FAQ
Hi. I had difficulties in getting Reduce sorting to wor - it took me a good art
of a day to figure out what was going wrong, so I'm sharing this in hopes of
earning something from the community or getting hadoop improved to avoid thisind
of error for future users.

I have 2 key classes, one holds a String, the other one extends that, and adds a
boolean.

I implemented the first key class (let's call it Super)

public class Super implements WritableComparable<Super> {
. . .
public int compareTo(Super o) {
// sort on string value
. . .
}

I implemented the 2nd key class (let's call it Sub)

public class Sub extends Super {
. . .
public int compareTo(Sub o) {
// sort on boolean value
. . .
// if equal, use the super:
... else
return super.compareTo(o);
}


With this setup, I used the "Sub" class as a mapper output key, and
expected the sort on the boolean value to happen first, then for equal
values there, the sort on the string values.

What actually happened, was that the sort on the boolean value was
skipped completely, and only the sort on the string was done.

The reason for this is that (in 0.19.1 release) the WritableCompator
instance that is created (using the defaults - no custom Comparator)
knows the class is "Sub", and calls from the key value it created, and
calls the compareTo method, passing it the other key. Both of these
keys are of type Sub. However, they are passed via this code in
WritableComparator:

public int compare(WritableComparable a, WritableComparable b) {
return a.compareTo(b);
}

Java uses the interface spec for WritableComparable that was declared,
in this case WritableComparable<Super>, and infers that the arg type for
the compareTo is Super. So it "skips" calling the compareTo in Sub, and
just calls the one in Super.

The workaround is to change the signature of Sub's compareTo method to
match the spec in the interface, namely it has to take the Super as an
argument, and then cast it to Sub.

This seems like a very error prone design. Am I doing something wrong,
or can this be improved so that this kind of error is avoided?

-Marshall Schor

Search Discussions

  • Owen O'Malley at May 1, 2009 at 3:51 am
    If you use custom key types, you really should be defining a
    RawComparator. It will perform much much better.

    -- Owen
  • Marshall Schor at May 1, 2009 at 11:24 am
    thanks for the tip. I'll look into it - it doesn't look too hard in my
    case to do. -Marshall

    Owen O'Malley wrote:
    If you use custom key types, you really should be defining a
    RawComparator. It will perform much much better.

    -- Owen
  • Sharad Agarwal at May 4, 2009 at 6:40 am

    Marshall Schor wrote:
    public class Super implements WritableComparable<Super> {
    . . .
    public int compareTo(Super o) {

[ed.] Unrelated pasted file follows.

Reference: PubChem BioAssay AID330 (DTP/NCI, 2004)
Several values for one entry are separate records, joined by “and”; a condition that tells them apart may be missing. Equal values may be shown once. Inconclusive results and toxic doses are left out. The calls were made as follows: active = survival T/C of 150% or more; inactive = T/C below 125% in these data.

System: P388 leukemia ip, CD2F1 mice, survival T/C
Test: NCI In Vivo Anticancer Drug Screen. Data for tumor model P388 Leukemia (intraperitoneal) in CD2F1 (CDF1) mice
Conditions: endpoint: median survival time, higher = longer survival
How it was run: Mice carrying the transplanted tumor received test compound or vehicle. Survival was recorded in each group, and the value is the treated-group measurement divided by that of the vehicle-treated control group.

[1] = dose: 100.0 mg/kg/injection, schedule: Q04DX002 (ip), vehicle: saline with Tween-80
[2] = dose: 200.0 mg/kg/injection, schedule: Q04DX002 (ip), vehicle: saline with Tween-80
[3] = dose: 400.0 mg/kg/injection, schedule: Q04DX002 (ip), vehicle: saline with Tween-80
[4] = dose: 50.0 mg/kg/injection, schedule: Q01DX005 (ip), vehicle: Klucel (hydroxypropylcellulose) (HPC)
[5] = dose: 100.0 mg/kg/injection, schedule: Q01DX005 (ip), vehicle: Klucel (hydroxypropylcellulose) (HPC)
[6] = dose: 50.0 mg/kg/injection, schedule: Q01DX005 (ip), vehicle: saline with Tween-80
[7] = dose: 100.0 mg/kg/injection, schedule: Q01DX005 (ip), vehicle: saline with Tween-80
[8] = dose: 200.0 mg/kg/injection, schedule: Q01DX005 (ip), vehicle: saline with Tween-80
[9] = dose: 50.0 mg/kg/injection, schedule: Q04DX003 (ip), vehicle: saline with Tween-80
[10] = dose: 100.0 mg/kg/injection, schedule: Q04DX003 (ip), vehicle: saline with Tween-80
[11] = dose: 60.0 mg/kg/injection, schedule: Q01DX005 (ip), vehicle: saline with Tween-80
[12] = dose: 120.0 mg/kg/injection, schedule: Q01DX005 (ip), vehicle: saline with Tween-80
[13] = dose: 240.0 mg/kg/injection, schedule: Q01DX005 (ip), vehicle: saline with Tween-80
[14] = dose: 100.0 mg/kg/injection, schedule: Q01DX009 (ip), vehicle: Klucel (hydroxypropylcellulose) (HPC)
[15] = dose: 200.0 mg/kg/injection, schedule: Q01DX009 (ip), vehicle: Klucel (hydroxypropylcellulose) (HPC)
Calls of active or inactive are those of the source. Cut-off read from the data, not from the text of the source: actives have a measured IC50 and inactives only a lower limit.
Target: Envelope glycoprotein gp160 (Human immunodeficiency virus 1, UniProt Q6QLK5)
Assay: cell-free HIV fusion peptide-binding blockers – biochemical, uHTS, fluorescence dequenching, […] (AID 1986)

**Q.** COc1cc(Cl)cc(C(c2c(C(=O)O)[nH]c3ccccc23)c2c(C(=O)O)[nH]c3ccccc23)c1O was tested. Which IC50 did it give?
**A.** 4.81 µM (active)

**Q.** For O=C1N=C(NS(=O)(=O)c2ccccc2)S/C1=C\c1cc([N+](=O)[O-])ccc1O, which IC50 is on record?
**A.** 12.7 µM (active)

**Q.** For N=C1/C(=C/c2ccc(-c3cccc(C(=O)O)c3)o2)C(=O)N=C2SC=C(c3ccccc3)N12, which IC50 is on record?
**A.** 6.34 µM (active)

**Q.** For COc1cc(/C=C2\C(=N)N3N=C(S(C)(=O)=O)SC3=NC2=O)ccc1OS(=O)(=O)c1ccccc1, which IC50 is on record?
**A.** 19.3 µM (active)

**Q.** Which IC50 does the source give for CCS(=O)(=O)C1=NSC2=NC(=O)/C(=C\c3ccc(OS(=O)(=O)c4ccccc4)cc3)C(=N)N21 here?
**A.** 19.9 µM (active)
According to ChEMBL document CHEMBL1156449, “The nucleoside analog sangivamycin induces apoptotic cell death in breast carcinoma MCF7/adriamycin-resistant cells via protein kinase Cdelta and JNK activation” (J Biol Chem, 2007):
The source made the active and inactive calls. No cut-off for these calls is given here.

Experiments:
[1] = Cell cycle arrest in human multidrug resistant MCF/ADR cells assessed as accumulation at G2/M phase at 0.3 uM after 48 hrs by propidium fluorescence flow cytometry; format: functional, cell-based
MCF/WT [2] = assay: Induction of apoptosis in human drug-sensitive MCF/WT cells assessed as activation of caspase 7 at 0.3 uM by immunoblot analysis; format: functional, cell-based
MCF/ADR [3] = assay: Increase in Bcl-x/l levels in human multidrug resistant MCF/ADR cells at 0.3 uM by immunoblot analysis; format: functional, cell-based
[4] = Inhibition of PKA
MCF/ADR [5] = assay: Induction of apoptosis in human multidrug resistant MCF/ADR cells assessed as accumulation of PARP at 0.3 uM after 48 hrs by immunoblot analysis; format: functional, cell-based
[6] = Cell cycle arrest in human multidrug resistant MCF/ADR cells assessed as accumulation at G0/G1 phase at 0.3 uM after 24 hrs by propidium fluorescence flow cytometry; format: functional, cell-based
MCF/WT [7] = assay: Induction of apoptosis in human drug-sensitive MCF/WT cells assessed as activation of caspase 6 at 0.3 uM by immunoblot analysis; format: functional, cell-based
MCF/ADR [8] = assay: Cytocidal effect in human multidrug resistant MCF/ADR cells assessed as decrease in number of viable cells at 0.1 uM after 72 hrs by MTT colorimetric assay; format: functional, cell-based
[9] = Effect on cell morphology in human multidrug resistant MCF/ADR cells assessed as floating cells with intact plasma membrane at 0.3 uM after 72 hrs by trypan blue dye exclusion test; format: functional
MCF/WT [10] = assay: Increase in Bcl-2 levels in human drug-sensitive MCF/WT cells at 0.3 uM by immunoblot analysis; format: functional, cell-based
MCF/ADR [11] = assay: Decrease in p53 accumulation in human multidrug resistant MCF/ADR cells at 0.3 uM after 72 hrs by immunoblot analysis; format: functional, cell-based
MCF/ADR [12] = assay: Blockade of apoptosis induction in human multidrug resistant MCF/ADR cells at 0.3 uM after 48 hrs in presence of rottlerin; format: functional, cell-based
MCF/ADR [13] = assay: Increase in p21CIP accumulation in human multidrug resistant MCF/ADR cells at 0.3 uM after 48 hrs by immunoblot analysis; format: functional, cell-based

// sort on string value
    . . .
    }

    I implemented the 2nd key class (let's call it Sub)

    public class Sub extends Super {
    . . .
    public int compareTo(Sub o) {
    // sort on boolean value
    . . .
    // if equal, use the super:
    ... else
    return super.compareTo(o);
    }
    The overridden method must have same arguments as the parent class
    method. Otherwise it is just another method, not an overridden one.
    In your case, if the current code looks like error prone, you can
    make Super also as a template. Then you can use the Sub class in
    the compareTo method However you will have to cast in the
    Super class.

    class Super<T> implements WritableComparable<T> {
    public int compareTo(T o) {
    Super other = (Super) o;
    ....
    }
    }

    class Sub extends Super<Sub> {
    public int compareTo(Sub o) {
    ...
    }
    }

    -Sharad
  • Shevek at May 4, 2009 at 12:55 pm

    On Sun, 2009-05-03 at 23:38 -0700, Sharad Agarwal wrote:
    Marshall Schor wrote:
    public class Super implements WritableComparable<Super> {
    . . .
    public int compareTo(Super o) {
    // sort on string value
    . . .
    }

    I implemented the 2nd key class (let's call it Sub)

    public class Sub extends Super {
    . . .
    public int compareTo(Sub o) {
    // sort on boolean value
    . . .
    // if equal, use the super:
    ... else
    return super.compareTo(o);
    }
    The overridden method must have same arguments as the parent class
    method. Otherwise it is just another method, not an overridden one.
    In your case, if the current code looks like error prone, you can
    make Super also as a template. Then you can use the Sub class in
    the compareTo method However you will have to cast in the
    Super class.
    In this particular case, I _think_ making Sub implement Comparable<Sub>
    will be sufficient since then javac will also generate public volatile
    int compareTo(Object o) { compareTo((Sub)o); } which overrides the
    volatile method in the superclass. Overriding compareTo(Super) is not
    required. See my post to general@hadoop for more details.

    S.
    class Super<T> implements WritableComparable<T> {
    public int compareTo(T o) {
    Super other = (Super) o;
    ....
    }
    }

    class Sub extends Super<Sub> {
    public int compareTo(Sub o) {
    ...
    }
    }

    -Sharad

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postedMay 1, '09 at 2:26a
activeMay 4, '09 at 12:55p
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